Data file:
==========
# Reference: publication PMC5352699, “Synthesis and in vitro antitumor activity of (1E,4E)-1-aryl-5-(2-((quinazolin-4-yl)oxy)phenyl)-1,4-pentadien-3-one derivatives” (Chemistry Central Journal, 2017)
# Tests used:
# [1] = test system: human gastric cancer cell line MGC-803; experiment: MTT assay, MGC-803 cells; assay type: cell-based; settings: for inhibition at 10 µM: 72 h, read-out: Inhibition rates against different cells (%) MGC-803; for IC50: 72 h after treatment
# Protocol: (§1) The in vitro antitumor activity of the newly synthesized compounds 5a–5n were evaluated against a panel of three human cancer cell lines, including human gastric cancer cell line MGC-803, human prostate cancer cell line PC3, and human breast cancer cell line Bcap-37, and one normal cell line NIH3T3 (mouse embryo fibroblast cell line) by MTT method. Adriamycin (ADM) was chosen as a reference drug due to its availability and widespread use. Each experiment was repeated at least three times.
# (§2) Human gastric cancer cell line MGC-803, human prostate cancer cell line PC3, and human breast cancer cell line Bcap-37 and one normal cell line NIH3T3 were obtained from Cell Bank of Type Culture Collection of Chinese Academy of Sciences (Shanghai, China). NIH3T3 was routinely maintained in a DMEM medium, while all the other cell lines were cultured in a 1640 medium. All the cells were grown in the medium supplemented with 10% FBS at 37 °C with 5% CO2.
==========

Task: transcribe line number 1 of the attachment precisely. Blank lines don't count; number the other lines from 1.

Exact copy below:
# Reference: publication PMC5352699, “Synthesis and in vitro antitumor activity of (1E,4E)-1-aryl-5-(2-((quinazolin-4-yl)oxy)phenyl)-1,4-pentadien-3-one derivatives” (Chemistry Central Journal, 2017)